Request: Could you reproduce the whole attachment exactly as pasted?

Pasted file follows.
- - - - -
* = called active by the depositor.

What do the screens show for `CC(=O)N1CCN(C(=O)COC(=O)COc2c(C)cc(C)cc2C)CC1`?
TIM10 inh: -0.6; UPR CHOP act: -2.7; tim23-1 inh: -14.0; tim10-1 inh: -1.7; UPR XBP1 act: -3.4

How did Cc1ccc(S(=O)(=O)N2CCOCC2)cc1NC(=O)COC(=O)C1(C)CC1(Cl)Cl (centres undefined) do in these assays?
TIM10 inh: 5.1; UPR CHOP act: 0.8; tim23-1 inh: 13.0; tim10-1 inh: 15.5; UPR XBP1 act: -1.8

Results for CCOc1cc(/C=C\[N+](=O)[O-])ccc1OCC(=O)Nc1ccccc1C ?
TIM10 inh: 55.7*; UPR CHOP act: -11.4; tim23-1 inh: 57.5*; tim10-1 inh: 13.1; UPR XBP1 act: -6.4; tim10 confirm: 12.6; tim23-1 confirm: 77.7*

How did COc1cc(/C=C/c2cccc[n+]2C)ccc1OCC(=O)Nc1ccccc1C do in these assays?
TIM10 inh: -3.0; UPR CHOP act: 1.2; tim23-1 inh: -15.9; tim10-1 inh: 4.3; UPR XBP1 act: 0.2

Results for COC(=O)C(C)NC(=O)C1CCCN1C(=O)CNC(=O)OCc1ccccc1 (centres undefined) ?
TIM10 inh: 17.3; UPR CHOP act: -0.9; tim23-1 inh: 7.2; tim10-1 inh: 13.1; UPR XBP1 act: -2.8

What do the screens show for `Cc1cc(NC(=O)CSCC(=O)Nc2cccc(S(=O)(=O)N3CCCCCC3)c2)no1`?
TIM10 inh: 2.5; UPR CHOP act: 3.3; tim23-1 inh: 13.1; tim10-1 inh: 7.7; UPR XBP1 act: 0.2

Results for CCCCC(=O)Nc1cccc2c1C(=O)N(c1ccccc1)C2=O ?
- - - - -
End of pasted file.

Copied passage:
* = called active by the depositor.

What do the screens show for `CC(=O)N1CCN(C(=O)COC(=O)COc2c(C)cc(C)cc2C)CC1`?
TIM10 inh: -0.6; UPR CHOP act: -2.7; tim23-1 inh: -14.0; tim10-1 inh: -1.7; UPR XBP1 act: -3.4

How did Cc1ccc(S(=O)(=O)N2CCOCC2)cc1NC(=O)COC(=O)C1(C)CC1(Cl)Cl (centres undefined) do in these assays?
TIM10 inh: 5.1; UPR CHOP act: 0.8; tim23-1 inh: 13.0; tim10-1 inh: 15.5; UPR XBP1 act: -1.8

Results for CCOc1cc(/C=C\[N+](=O)[O-])ccc1OCC(=O)Nc1ccccc1C ?
TIM10 inh: 55.7*; UPR CHOP act: -11.4; tim23-1 inh: 57.5*; tim10-1 inh: 13.1; UPR XBP1 act: -6.4; tim10 confirm: 12.6; tim23-1 confirm: 77.7*

How did COc1cc(/C=C/c2cccc[n+]2C)ccc1OCC(=O)Nc1ccccc1C do in these assays?
TIM10 inh: -3.0; UPR CHOP act: 1.2; tim23-1 inh: -15.9; tim10-1 inh: 4.3; UPR XBP1 act: 0.2

Results for COC(=O)C(C)NC(=O)C1CCCN1C(=O)CNC(=O)OCc1ccccc1 (centres undefined) ?
TIM10 inh: 17.3; UPR CHOP act: -0.9; tim23-1 inh: 7.2; tim10-1 inh: 13.1; UPR XBP1 act: -2.8

What do the screens show for `Cc1cc(NC(=O)CSCC(=O)Nc2cccc(S(=O)(=O)N3CCCCCC3)c2)no1`?
TIM10 inh: 2.5; UPR CHOP act: 3.3; tim23-1 inh: 13.1; tim10-1 inh: 7.7; UPR XBP1 act: 0.2

Results for CCCCC(=O)Nc1cccc2c1C(=O)N(c1ccccc1)C2=O ?